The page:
When the pain came, I carried it on my shoulders as I waded through the polluted, dirty water of Lake Ontario. When I made it to my desk in the Toronto Star newsroom, I  wrote the final words on Vicki Keith conquest.

“Five down. None to go.”

I followed her in a boat across Erie, Huron and Superior, Ontario (twice), and almost Michigan, and that’s the best lede I could come up with. But at least it was brief.

My knuckles were swollen, my fingers bunched into fists. They looked like boxer’s hands. I punched gingerly at the keys, wincing. It was like repeatedly hitting a block of cement.

I did not go to emergency, as I had when I was in third-year university. I calmly called my rheumatologist at Mount Sinai and asked for an appointment. His office manager did not see the same urgency that I did, and so she booked me the next available appointment, several months from then. Continue reading

Playing with boys (Part 13)

When I joined the Star’s downtown general assignment pool, all the reporters’ desks had been shoved into rows as they renovated the newsroom.

It reminded me of a Grade 8 class at an all-boys school.

Loud-talking guys in wrinkled dress shirts, loosened ties, sitting jowl-to-cheek, ego-to-ego, as they pounded out their stories on 1970s computers, in late stages of decay.

I was seated, temporarily, beside a bulldog of two-way man (meaning he both wrote and took photographs), who immediately showed me the collection of girlie photos he’d amassed on the job. He’d somehow convinced numerous women to pose for photos with their shirts off, and kept a file in his desk, mixed in with pictures of his children (clothed).

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The mantra, the mental spellcheck and a call to the show (Part 12)

A suburban monster, he overpowered her from behind, dragging her into the backyard of her parents’ Scarborough home. There, he strangled her with an electrical cord, while viciously raping her for almost an hour.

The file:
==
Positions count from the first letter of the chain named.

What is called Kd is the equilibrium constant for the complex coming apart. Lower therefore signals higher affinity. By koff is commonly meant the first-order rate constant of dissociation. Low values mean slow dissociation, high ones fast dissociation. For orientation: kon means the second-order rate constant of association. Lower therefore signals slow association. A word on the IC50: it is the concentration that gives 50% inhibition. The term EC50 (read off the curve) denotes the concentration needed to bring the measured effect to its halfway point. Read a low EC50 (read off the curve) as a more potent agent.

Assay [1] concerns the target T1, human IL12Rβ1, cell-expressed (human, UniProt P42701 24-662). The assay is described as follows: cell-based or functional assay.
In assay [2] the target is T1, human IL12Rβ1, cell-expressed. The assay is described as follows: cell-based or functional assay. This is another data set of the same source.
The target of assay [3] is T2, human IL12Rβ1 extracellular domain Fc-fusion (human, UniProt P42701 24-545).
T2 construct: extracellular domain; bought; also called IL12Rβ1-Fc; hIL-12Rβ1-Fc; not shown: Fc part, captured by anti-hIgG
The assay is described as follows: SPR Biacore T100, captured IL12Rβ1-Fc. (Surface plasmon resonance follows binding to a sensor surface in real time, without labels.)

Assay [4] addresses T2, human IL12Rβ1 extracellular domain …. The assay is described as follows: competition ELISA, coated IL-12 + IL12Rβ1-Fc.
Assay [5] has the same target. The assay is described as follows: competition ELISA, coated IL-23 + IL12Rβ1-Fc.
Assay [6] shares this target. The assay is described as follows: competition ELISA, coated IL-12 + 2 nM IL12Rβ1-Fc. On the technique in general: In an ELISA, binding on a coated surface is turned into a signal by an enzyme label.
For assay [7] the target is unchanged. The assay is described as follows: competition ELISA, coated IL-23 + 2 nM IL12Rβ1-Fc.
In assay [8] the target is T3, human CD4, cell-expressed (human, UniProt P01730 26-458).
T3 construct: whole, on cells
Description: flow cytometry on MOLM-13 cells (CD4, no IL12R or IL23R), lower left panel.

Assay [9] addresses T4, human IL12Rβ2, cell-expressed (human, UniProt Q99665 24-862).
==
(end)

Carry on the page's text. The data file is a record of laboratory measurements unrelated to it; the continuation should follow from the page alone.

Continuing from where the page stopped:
He left her tied to a fence with her own belt like a dog.

The details in the press release were spare, stark. The victim was 19. I wasn’t much older.

I quickly typed up the brief and filed it to the senior cop reporter based at One Yonge, Toronto Star headquarters.

Reporters are observers. That is our blessing and our curse. We know we can’t help, but we’re uncertain what or how to feel, as though it were a professional liability.

Still, as I typed, I trembled, my mind dancing from the victim to the imagined rapist to the long hand hopping past six. Deadlines were very hard for me then, whether I was writing about a brutal sexual assault or a motion on garbage pick up at Scarborough city hall, which by then was my part-time beat in the Star’s east bureau.

My daily prednisone dose, at 5 mg (down from 80 mg), was finally below the replacement level for the cortisol the adrenal glands typically produce. And it was unclear if my adrenals, sitting atop the kidneys, had started producing cortisol again. The longer you are on prednisone, the higher the dose, the harder it is for the adrenals to bounce back. Continue reading